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Level D counties also have the fastest population growth, amounting to 17.9 percent between 1990 and 2000 compared to only 13.1 percent for the entire population in the 3,108 counties of the continental United States. As a result, they slightly increased their share of the total population. In contrast, counties outside metropolitan areas (levels E, F and G) had a below-average population growth and thus a dwindling population share during the 1990s.

Indiana has 24 counties in the metro sphere and seven counties in the rural sphere, which means that the bulk of Hoosier counties (61) fall within the rural-metro interface.

Recognizing the important link between rurality and public policy, the Indiana Office of Community and Rural Affairs has developed a statewide strategic plan to help rural Indiana prosper. (4) Helping these counties in the rural-metro interface and the rural sphere succeed in an era of increasing urbanization and global competition will be a key factor in Indiana's future economic vitality.

Sidebar—Unlocking Rural Competitiveness: The Role of Regional Clusters

Recognizing both the challenges and opportunities facing rural America, the U.S. Economic Development Administration (EDA) chose to follow-up on a 2004 study (Competitiveness in Rural U.S. Regions: Learning and Research Agenda). One of the two consortia funded by the EDA for this work was a partnership among the Purdue University Center for Regional Development, the Indiana Business Research Center at Indiana University's Kelley School of Business, Strategic Development Group, Inc. and the State of Indiana.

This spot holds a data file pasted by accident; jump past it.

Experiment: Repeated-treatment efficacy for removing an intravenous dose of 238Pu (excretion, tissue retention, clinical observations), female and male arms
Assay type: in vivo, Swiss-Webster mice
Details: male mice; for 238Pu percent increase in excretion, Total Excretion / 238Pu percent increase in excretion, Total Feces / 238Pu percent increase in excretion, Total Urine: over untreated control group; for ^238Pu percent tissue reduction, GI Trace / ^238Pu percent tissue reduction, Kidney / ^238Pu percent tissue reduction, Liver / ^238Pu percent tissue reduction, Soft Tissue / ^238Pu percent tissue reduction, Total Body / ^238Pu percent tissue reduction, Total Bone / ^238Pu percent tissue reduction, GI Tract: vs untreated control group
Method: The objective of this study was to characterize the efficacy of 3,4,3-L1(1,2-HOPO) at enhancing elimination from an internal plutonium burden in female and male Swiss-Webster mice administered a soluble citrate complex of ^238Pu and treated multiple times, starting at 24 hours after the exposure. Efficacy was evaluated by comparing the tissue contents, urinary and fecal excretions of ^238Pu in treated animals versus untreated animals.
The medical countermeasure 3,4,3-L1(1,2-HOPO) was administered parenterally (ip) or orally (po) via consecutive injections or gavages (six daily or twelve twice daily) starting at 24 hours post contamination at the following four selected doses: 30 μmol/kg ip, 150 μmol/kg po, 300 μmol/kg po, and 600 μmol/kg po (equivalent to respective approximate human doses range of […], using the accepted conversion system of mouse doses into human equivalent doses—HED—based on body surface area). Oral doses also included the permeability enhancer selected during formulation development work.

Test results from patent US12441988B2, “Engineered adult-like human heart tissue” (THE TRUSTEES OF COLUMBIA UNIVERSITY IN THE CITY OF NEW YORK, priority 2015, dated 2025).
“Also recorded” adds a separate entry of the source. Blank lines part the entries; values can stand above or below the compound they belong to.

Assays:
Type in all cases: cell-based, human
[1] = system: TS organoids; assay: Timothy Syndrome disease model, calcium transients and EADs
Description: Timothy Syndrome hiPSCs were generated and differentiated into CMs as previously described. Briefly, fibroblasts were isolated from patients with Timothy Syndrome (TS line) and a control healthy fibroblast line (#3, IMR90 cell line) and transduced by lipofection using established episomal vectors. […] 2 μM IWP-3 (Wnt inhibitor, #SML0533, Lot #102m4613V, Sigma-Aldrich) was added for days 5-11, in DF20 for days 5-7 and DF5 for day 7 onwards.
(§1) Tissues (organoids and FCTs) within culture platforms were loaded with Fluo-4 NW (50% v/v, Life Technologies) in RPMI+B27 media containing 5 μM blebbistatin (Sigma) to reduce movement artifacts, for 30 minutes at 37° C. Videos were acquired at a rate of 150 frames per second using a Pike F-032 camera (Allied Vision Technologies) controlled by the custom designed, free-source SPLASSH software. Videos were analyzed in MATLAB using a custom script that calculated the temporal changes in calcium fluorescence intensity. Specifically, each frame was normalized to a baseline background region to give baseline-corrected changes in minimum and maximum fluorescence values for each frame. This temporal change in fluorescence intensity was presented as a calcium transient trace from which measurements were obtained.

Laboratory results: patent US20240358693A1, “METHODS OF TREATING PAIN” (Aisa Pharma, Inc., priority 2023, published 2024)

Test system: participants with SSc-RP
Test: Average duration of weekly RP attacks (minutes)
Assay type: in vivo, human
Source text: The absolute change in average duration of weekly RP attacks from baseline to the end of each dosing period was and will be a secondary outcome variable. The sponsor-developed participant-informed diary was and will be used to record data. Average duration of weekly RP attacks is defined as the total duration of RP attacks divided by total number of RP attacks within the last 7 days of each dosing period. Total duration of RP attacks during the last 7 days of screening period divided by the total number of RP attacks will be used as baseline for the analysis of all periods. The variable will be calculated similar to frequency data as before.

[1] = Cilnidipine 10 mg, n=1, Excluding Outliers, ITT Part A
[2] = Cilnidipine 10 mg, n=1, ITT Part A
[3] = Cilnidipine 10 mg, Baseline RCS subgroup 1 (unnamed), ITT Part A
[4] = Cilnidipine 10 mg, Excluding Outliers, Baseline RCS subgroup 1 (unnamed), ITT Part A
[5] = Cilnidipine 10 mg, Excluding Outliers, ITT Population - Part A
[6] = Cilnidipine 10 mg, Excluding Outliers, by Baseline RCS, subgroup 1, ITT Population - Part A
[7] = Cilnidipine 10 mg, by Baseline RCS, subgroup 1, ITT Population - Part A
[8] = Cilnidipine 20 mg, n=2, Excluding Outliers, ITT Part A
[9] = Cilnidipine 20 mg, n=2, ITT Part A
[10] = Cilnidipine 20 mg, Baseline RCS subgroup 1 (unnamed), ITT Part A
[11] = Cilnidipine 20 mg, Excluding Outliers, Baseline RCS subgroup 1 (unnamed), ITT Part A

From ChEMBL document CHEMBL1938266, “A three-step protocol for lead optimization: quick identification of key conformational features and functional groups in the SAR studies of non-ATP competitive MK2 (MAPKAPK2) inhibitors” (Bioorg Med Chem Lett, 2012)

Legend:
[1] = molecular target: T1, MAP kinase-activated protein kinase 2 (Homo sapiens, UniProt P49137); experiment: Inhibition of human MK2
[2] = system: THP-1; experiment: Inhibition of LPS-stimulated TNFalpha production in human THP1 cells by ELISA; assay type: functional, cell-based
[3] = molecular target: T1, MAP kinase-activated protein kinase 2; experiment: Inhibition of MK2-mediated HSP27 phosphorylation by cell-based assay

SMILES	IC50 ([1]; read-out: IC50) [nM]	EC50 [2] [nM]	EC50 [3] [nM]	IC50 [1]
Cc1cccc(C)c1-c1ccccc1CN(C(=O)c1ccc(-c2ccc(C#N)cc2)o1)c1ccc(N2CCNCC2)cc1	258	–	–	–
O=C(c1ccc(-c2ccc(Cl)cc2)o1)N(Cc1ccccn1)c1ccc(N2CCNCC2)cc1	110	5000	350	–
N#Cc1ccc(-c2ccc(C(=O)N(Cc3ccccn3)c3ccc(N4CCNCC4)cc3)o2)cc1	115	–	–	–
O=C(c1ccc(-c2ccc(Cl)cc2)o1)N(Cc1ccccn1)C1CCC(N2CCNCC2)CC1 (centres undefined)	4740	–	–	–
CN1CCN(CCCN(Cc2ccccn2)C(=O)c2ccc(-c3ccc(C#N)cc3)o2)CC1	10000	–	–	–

The overall purpose of this new study was to develop a database and methodology to help rural areas in the United States assess their regional economic competitiveness to support growth and development strategies.

This article overviews a new way to measure rurality, which was used extensively in the study. To read the full report, Unlocking Rural Competitiveness: The Role of Regional Clusters, or to access maps and the online database, visit


  1. A. M. Isserman, 2005. “In the National Interest: Defining Rural and Urban Correctly in Research and Public Policy,” International Regional Science Review, 28 (4): 465–499.
  2. Parts of this article are based on a more extensive discussion in B. Waldorf, A Continuous Multi-dimensional Measure of Rurality: Moving Beyond Threshold Measures, 2006. Paper selected for the Annual Meetings of the Association of Agricultural Economics, Long Beach, CA, July 2006.
  3. While remoteness—measured as distance to a metropolitan area—is included in the index of relative rurality, the composite nature of the index does not allow us to identify whether a county's index is high because of its remoteness from a metro area or because of, for example, low population density.
  4. Indiana Office of Community and Rural Affairs, “Breaking the Boundaries—Strategic Plan for Rural Indiana,” available at

Brigitte Waldorf, Professor
Department of Agricultural Economics, Purdue University